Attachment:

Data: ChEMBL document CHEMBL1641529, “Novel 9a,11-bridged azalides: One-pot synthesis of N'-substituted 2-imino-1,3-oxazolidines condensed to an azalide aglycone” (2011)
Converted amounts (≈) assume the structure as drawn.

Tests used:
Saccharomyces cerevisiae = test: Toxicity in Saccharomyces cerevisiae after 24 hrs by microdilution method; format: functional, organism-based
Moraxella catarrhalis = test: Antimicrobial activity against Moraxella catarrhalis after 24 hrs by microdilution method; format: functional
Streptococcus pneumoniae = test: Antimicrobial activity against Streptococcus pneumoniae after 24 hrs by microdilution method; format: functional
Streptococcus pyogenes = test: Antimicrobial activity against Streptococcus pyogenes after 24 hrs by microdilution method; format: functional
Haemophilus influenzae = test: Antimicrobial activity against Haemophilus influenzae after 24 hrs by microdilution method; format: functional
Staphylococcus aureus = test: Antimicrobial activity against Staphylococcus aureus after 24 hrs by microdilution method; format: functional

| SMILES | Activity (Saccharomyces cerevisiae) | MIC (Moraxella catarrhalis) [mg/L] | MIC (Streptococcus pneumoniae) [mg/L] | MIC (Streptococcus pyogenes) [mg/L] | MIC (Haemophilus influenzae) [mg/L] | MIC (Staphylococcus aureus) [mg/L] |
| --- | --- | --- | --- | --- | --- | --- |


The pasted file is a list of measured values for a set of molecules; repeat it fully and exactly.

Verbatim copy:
Data: ChEMBL document CHEMBL1641529, “Novel 9a,11-bridged azalides: One-pot synthesis of N'-substituted 2-imino-1,3-oxazolidines condensed to an azalide aglycone” (2011)
Converted amounts (≈) assume the structure as drawn.

Tests used:
Saccharomyces cerevisiae = test: Toxicity in Saccharomyces cerevisiae after 24 hrs by microdilution method; format: functional, organism-based
Moraxella catarrhalis = test: Antimicrobial activity against Moraxella catarrhalis after 24 hrs by microdilution method; format: functional
Streptococcus pneumoniae = test: Antimicrobial activity against Streptococcus pneumoniae after 24 hrs by microdilution method; format: functional
Streptococcus pyogenes = test: Antimicrobial activity against Streptococcus pyogenes after 24 hrs by microdilution method; format: functional
Haemophilus influenzae = test: Antimicrobial activity against Haemophilus influenzae after 24 hrs by microdilution method; format: functional
Staphylococcus aureus = test: Antimicrobial activity against Staphylococcus aureus after 24 hrs by microdilution method; format: functional

| SMILES | Activity (Saccharomyces cerevisiae) | MIC (Moraxella catarrhalis) [mg/L] | MIC (Streptococcus pneumoniae) [mg/L] | MIC (Streptococcus pyogenes) [mg/L] | MIC (Haemophilus influenzae) [mg/L] | MIC (Staphylococcus aureus) [mg/L] |
| --- | --- | --- | --- | --- | --- | --- |